Will the Preds lose Hamhuis to free agency riches?

Sunday, June 13, 2010 at 11:45pm
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Dan Hamhuis is one who regularly counts his blessings.

The Nashville Predators’ defenseman is as earnest as any 27-year-old father of two, solid in his faith and unwilling to take his physical gifts for granted.

In a little more than two weeks, though, he might have to pause to count his money as well. There’s likely to be lots of it.

Hamhuis is scheduled to become an unrestricted free agent when the National Hockey League’s next contract year begins on July 1. If he does, he will be one of the most sought-after players available, because of the combination of his age and consistent production over an extended period of time — not to mention that impeccable character.

“I’m at a point in my career where there are lots of options,” Hamhuis said shortly after the season. “I don’t want to close the doors on anything.”

While dozens of players in the league go through that process every year, his situation represents something brand-new for the Predators. This is the first time the franchise risks getting nothing in return for a guy it selected in the first round (in 2001) and developed into a full-time NHL player. The Predators typically cherish their draft choices, particularly the top ones.

Under the current collective bargaining agreement, players are eligible for unrestricted free agency at 27 years old, three years younger than under the business plan that was in place when the franchise joined the league.

“If you’re a team whose bread and butter is young players and draft picks, this is part of the system that’s not good,” Nashville General Manager David Poile said. “It’s not good for us at all, but this is the system we have right now.”

Predators’ management and Hamhuis (along with his representatives) discussed an extension at times during the season but agreed to halt talks at the Olympic break so the player could remain focused on hockey. Since Chicago eliminated the Predators in the first round, negotiations have resumed — but with little progress.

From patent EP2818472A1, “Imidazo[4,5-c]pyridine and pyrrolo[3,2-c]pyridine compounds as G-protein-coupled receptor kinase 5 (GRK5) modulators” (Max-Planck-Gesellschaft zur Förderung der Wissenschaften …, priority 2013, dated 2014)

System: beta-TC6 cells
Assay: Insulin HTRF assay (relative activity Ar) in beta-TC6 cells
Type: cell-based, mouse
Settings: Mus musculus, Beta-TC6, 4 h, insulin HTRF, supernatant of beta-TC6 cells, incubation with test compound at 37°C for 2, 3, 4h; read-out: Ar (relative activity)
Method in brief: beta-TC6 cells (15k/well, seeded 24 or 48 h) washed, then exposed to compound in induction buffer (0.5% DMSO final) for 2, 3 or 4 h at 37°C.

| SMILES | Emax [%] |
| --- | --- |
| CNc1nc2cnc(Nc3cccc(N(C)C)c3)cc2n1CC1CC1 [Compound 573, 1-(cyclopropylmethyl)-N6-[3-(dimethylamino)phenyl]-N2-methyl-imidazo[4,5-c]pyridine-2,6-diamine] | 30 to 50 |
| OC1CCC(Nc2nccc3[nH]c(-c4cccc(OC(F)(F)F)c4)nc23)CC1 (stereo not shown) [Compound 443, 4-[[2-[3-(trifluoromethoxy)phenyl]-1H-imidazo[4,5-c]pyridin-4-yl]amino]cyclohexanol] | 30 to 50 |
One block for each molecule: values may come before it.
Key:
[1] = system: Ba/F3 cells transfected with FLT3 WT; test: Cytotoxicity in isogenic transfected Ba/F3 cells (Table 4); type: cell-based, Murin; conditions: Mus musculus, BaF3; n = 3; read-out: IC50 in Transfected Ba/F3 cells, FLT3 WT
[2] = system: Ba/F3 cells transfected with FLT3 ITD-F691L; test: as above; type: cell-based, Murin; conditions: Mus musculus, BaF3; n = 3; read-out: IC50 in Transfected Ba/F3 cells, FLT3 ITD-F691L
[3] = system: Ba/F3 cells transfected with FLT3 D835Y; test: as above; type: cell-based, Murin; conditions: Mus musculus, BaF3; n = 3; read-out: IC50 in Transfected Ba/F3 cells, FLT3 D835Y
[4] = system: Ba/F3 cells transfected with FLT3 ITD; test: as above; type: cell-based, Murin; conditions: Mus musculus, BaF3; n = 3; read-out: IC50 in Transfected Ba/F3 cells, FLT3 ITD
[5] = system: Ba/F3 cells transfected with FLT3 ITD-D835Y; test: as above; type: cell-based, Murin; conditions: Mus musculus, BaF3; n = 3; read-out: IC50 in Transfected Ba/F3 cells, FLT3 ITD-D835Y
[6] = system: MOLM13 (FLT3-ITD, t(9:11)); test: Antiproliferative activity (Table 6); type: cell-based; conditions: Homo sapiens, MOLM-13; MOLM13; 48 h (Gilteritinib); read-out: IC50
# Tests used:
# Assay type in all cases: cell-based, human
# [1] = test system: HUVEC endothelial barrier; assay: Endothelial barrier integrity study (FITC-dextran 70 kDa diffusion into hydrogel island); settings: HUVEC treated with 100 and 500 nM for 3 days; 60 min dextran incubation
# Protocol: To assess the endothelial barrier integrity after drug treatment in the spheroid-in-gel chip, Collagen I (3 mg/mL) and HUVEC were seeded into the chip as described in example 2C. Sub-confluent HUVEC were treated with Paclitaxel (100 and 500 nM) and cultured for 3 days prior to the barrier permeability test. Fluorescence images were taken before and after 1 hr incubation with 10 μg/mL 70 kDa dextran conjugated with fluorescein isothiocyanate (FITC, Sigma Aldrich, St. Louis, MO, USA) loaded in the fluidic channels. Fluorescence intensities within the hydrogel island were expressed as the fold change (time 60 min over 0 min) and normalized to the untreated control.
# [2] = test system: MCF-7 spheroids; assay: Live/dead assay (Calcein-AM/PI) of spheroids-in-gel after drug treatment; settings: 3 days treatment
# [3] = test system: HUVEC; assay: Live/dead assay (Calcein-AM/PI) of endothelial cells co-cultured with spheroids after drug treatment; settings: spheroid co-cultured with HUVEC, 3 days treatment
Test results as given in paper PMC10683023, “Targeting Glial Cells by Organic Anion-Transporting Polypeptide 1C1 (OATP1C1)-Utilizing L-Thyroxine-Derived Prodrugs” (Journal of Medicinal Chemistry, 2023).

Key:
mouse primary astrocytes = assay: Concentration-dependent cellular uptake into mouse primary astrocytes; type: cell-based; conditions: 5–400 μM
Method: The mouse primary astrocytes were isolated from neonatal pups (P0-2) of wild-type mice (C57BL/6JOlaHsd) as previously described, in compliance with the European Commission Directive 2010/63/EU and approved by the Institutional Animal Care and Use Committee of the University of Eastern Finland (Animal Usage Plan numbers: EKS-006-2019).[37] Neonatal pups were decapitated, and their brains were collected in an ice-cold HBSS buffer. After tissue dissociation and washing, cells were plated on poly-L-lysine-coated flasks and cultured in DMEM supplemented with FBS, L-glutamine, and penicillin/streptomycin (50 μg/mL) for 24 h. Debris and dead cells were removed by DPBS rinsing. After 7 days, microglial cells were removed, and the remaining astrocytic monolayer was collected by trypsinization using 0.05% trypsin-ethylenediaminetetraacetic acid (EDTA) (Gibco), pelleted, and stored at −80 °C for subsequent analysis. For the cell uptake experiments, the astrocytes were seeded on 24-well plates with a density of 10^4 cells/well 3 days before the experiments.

“It’s going to be a difficult negotiation,” Poile said. “What they’re looking for doesn’t fit into our budget … and I don’t see it as something we can make work for us right now.”

The closest Nashville ever has come to this scenario was in 2007, when Scott Hartnell, the sixth overall selection in 2000, was traded to Philadelphia less than two weeks before he was to hit the open market. The Flyers immediately signed the rugged forward to a long-term deal, and this season he played a significant role in that team’s run to the Stanley Cup Finals.

Goalie Brian Finley, the first-round choice in 1999, was not offered a contract following the 2005-06 season, but he had not established himself as an NHL player, and management had decided that he never was going to be one. Others, such as Scottie Upshall and Ryan Parent, were traded years before their free agent eligibility.

“Scott Hartnell was our player and Dan Hamhuis is our player,” Poile said. “Both of them still should be ours, but that’s not the way it works.”

A recent ranking of this year’s potential NHL free agents by one online outlet listed Hamhuis as the fourth-best player overall and second among defensemen.

His appeal is rooted in the fact that he figures to provide a greater degree of certainty than most free agents. In six NHL seasons, he never has missed more than four games. His annual point total never has strayed far from 25 — with the exception of 2005-06, when he racked up 38. His average ice time has been even more consistent.

3 Comments on this post:

By: dustywood on 6/14/10 at 8:16

We should try and keep this guy. But then he needs to determine if a big amount of money is truly worth the move. How much time would he get on another team. Could he be a better player there. Why not a contract that allows the club to sign other needed player? Like top goalie for New Jersey Devils signed. I stayed at my place of employment because of the organization, and coworkers. Could have gone somewhere else for more money, but I did not need that stress. Hammie should really put his thinking cap on....Just think of the cost of a new home, and the move. His children are not school age just yet, but that would be a major consideration in the future.

By: Lorenzo on 6/14/10 at 10:51

While Hamhuis may have the same thoughts of former Predator and current Philly Flyer, Kimmo Timonen, that is, move to a team that has a strong chance to play for the Stanley Cup Final instead of a team that historically can't get out of the first round.

By: sharko20 on 6/14/10 at 9:31

Hamhuis belongs in Vancouver close to home. His kids are a long way from being school age so there is no reason to even consider that in his decision. This is the Preds problem. Grooming players to free agency status only to see them depart because of the price tag. Not that I'm anxious to keep Hamhuis, but if they can't sign Weber or Suter that will be the writing on the preverbial wall to fans that this team will never be able or willing to really compete for the cup.